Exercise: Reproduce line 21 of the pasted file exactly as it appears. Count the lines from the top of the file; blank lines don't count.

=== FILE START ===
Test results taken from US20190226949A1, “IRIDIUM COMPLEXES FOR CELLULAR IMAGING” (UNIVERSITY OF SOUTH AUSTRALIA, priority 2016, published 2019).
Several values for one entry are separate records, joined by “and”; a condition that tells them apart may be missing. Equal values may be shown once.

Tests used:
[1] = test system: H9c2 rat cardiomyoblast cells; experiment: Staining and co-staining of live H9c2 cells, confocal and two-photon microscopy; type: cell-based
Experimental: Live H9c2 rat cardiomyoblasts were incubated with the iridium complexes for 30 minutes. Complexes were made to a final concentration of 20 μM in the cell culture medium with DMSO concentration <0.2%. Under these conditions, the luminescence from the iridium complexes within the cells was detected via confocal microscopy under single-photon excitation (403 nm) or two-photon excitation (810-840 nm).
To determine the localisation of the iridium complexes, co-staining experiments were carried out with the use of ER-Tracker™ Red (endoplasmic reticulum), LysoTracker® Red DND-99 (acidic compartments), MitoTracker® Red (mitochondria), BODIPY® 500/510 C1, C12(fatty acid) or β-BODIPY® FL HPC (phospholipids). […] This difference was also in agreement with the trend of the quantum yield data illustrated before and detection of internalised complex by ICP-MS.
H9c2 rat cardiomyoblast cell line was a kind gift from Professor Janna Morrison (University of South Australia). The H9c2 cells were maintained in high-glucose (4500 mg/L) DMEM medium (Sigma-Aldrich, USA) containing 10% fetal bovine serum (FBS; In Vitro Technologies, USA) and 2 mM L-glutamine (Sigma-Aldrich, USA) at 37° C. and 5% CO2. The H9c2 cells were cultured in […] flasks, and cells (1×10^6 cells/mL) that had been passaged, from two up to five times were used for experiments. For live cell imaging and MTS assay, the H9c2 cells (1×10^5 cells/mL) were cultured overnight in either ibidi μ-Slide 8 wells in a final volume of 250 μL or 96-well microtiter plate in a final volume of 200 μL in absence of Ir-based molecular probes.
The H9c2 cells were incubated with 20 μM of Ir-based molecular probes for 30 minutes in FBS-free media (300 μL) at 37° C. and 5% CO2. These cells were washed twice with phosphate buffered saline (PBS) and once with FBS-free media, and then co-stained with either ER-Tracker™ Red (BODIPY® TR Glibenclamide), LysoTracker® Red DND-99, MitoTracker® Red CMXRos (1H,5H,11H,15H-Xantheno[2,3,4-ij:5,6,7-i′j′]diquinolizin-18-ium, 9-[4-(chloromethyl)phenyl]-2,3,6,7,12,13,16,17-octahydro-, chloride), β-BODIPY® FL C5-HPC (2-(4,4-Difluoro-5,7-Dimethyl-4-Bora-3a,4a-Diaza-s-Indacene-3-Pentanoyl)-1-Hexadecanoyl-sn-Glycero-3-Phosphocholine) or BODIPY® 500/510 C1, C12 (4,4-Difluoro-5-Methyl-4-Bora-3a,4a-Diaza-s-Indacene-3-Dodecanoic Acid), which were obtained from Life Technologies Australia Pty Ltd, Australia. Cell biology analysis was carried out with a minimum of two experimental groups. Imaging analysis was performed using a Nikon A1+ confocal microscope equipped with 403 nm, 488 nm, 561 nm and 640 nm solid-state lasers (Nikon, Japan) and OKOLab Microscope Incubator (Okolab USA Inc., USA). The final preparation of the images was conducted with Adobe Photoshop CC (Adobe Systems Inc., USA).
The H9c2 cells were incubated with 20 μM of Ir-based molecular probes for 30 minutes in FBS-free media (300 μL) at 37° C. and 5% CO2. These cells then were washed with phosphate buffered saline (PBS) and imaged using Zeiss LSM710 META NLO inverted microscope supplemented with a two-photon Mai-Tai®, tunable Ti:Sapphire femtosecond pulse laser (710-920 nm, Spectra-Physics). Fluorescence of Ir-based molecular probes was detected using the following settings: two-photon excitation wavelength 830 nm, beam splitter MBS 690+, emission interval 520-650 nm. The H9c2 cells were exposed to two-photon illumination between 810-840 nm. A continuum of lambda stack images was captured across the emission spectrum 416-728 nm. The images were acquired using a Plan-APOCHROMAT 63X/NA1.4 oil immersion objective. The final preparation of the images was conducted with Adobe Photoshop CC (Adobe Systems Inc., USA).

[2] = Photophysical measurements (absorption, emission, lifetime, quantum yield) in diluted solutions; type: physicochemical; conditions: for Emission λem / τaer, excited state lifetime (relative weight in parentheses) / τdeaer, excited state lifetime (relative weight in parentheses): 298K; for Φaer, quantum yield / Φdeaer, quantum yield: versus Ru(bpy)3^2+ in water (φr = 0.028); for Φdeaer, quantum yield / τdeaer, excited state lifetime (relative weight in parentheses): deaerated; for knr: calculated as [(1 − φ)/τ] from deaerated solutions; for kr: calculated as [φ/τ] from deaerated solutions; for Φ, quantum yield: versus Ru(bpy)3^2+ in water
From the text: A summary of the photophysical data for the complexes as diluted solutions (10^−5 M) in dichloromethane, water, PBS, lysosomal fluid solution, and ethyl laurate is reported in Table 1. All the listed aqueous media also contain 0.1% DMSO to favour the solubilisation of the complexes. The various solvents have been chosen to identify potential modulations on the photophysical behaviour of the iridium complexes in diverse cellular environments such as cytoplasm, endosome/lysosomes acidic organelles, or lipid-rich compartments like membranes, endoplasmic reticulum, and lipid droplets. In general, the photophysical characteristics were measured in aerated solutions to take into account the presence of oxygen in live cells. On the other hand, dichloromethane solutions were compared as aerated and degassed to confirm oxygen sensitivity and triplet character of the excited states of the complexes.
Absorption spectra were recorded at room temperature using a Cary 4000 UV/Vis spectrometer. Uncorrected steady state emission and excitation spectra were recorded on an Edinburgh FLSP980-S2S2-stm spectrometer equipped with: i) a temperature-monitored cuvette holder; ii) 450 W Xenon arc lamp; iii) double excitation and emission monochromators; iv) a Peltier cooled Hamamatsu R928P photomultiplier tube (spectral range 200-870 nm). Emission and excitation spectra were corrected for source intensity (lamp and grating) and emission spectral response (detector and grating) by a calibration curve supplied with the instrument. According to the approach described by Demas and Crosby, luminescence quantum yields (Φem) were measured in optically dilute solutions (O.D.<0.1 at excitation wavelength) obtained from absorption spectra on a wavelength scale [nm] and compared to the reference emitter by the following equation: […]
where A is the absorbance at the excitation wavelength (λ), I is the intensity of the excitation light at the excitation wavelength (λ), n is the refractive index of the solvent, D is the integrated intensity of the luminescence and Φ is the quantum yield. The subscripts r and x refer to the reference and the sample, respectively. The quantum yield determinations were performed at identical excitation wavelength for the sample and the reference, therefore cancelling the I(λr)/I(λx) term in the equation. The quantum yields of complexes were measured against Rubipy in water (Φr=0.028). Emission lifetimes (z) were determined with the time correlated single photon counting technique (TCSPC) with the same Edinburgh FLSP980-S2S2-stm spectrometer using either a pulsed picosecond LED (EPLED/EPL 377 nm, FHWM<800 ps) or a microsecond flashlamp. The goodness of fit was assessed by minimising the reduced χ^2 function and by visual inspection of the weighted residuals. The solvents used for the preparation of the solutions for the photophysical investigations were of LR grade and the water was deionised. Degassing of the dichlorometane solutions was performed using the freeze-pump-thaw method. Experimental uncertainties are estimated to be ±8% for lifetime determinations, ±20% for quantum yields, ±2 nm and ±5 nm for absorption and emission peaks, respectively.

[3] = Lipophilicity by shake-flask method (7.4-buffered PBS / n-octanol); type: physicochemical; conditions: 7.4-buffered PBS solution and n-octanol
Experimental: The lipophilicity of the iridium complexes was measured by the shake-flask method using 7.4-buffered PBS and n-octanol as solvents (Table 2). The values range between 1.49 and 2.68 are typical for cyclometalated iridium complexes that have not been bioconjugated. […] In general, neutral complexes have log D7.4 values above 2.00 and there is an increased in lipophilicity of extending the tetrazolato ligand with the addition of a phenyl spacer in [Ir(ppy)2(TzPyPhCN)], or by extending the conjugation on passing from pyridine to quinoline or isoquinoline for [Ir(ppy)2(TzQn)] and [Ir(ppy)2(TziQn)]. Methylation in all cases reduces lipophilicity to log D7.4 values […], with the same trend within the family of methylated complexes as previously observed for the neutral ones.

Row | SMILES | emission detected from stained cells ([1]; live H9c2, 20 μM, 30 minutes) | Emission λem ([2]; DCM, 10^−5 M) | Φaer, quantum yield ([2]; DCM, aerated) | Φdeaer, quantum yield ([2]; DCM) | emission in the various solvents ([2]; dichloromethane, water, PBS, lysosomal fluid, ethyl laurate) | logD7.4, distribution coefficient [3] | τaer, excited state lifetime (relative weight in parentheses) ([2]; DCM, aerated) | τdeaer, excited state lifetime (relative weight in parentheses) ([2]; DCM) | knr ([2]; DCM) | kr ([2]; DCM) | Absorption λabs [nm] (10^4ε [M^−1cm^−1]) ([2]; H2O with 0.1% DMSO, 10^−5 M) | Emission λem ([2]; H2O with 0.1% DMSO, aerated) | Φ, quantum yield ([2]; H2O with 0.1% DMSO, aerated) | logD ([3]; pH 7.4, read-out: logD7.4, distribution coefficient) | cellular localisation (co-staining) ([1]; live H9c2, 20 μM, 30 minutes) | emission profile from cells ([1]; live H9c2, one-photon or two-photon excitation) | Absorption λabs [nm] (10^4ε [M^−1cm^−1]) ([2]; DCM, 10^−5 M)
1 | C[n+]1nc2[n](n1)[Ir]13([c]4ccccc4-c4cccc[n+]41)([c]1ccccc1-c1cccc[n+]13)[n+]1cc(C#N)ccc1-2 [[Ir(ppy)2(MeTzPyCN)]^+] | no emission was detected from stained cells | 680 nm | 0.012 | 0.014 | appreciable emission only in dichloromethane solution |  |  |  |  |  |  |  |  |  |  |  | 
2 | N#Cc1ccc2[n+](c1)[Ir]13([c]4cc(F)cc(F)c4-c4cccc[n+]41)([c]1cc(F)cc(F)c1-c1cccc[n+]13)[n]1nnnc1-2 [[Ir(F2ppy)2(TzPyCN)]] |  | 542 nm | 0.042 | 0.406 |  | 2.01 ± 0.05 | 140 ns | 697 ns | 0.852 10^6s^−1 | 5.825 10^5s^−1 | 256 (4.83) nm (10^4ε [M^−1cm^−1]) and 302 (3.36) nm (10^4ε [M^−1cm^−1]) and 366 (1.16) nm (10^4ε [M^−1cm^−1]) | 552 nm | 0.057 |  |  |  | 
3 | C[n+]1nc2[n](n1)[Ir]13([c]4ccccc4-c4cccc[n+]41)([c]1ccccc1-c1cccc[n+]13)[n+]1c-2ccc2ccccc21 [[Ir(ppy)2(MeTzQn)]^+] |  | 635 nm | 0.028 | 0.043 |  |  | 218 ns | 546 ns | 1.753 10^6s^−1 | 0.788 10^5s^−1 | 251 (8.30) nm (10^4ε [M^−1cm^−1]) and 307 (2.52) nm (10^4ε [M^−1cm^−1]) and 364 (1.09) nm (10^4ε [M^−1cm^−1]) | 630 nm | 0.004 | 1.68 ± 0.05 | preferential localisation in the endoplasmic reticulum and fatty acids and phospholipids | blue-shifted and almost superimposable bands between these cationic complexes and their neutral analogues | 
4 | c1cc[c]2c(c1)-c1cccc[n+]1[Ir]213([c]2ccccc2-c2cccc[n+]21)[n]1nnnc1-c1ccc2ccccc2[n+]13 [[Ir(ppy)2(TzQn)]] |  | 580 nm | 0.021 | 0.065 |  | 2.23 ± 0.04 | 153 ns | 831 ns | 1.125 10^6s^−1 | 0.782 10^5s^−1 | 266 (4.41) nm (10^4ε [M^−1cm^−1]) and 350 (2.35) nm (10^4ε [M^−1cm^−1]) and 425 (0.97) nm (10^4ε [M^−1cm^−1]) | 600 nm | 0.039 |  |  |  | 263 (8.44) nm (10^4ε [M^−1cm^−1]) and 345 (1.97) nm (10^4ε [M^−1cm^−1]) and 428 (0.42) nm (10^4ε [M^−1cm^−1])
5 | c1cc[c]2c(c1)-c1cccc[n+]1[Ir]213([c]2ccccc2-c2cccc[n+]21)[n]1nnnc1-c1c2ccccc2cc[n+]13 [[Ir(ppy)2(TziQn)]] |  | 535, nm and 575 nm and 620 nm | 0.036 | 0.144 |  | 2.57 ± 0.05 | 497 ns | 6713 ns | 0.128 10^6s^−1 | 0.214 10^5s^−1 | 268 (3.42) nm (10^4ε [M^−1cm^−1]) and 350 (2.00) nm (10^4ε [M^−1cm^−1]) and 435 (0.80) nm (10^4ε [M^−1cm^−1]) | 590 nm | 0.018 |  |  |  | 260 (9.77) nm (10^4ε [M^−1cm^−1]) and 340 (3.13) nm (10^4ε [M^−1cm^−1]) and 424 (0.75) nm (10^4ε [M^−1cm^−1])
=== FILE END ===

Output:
5 | c1cc[c]2c(c1)-c1cccc[n+]1[Ir]213([c]2ccccc2-c2cccc[n+]21)[n]1nnnc1-c1c2ccccc2cc[n+]13 [[Ir(ppy)2(TziQn)]] |  | 535, nm and 575 nm and 620 nm | 0.036 | 0.144 |  | 2.57 ± 0.05 | 497 ns | 6713 ns | 0.128 10^6s^−1 | 0.214 10^5s^−1 | 268 (3.42) nm (10^4ε [M^−1cm^−1]) and 350 (2.00) nm (10^4ε [M^−1cm^−1]) and 435 (0.80) nm (10^4ε [M^−1cm^−1]) | 590 nm | 0.018 |  |  |  | 260 (9.77) nm (10^4ε [M^−1cm^−1]) and 340 (3.13) nm (10^4ε [M^−1cm^−1]) and 424 (0.75) nm (10^4ε [M^−1cm^−1])